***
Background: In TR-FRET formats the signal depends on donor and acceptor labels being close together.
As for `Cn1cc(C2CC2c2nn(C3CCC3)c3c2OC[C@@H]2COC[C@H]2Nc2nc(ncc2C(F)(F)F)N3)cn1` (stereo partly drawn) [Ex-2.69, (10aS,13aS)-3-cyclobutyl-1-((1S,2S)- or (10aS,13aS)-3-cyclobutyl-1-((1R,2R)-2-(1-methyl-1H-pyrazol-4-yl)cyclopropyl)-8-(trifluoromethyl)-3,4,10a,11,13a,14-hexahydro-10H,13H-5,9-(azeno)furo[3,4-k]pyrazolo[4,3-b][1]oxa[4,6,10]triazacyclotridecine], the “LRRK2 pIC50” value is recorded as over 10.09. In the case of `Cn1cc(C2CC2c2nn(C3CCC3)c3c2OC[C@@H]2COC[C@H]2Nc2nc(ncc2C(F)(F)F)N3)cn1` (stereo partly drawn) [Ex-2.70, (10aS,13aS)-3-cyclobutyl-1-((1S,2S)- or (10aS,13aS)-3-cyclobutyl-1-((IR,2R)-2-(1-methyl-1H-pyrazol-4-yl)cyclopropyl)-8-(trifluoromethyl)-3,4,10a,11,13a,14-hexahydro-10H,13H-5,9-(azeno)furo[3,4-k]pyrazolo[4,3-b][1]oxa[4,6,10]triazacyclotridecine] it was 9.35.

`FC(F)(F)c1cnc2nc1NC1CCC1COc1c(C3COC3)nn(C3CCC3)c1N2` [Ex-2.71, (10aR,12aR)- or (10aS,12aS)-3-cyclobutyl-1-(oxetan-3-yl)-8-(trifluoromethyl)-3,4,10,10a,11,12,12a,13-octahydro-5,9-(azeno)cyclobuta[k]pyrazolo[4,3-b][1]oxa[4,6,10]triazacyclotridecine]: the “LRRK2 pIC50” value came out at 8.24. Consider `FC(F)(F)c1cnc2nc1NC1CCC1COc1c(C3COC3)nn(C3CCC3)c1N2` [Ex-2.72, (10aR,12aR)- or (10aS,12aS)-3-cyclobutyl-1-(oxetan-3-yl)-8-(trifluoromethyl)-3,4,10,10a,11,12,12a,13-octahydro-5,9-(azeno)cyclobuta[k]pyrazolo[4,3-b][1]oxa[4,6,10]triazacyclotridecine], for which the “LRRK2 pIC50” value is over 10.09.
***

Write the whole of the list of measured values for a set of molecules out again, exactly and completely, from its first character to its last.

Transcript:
Background: In TR-FRET formats the signal depends on donor and acceptor labels being close together.
As for `Cn1cc(C2CC2c2nn(C3CCC3)c3c2OC[C@@H]2COC[C@H]2Nc2nc(ncc2C(F)(F)F)N3)cn1` (stereo partly drawn) [Ex-2.69, (10aS,13aS)-3-cyclobutyl-1-((1S,2S)- or (10aS,13aS)-3-cyclobutyl-1-((1R,2R)-2-(1-methyl-1H-pyrazol-4-yl)cyclopropyl)-8-(trifluoromethyl)-3,4,10a,11,13a,14-hexahydro-10H,13H-5,9-(azeno)furo[3,4-k]pyrazolo[4,3-b][1]oxa[4,6,10]triazacyclotridecine], the “LRRK2 pIC50” value is recorded as over 10.09. In the case of `Cn1cc(C2CC2c2nn(C3CCC3)c3c2OC[C@@H]2COC[C@H]2Nc2nc(ncc2C(F)(F)F)N3)cn1` (stereo partly drawn) [Ex-2.70, (10aS,13aS)-3-cyclobutyl-1-((1S,2S)- or (10aS,13aS)-3-cyclobutyl-1-((IR,2R)-2-(1-methyl-1H-pyrazol-4-yl)cyclopropyl)-8-(trifluoromethyl)-3,4,10a,11,13a,14-hexahydro-10H,13H-5,9-(azeno)furo[3,4-k]pyrazolo[4,3-b][1]oxa[4,6,10]triazacyclotridecine] it was 9.35.

`FC(F)(F)c1cnc2nc1NC1CCC1COc1c(C3COC3)nn(C3CCC3)c1N2` [Ex-2.71, (10aR,12aR)- or (10aS,12aS)-3-cyclobutyl-1-(oxetan-3-yl)-8-(trifluoromethyl)-3,4,10,10a,11,12,12a,13-octahydro-5,9-(azeno)cyclobuta[k]pyrazolo[4,3-b][1]oxa[4,6,10]triazacyclotridecine]: the “LRRK2 pIC50” value came out at 8.24. Consider `FC(F)(F)c1cnc2nc1NC1CCC1COc1c(C3COC3)nn(C3CCC3)c1N2` [Ex-2.72, (10aR,12aR)- or (10aS,12aS)-3-cyclobutyl-1-(oxetan-3-yl)-8-(trifluoromethyl)-3,4,10,10a,11,12,12a,13-octahydro-5,9-(azeno)cyclobuta[k]pyrazolo[4,3-b][1]oxa[4,6,10]triazacyclotridecine], for which the “LRRK2 pIC50” value is over 10.09.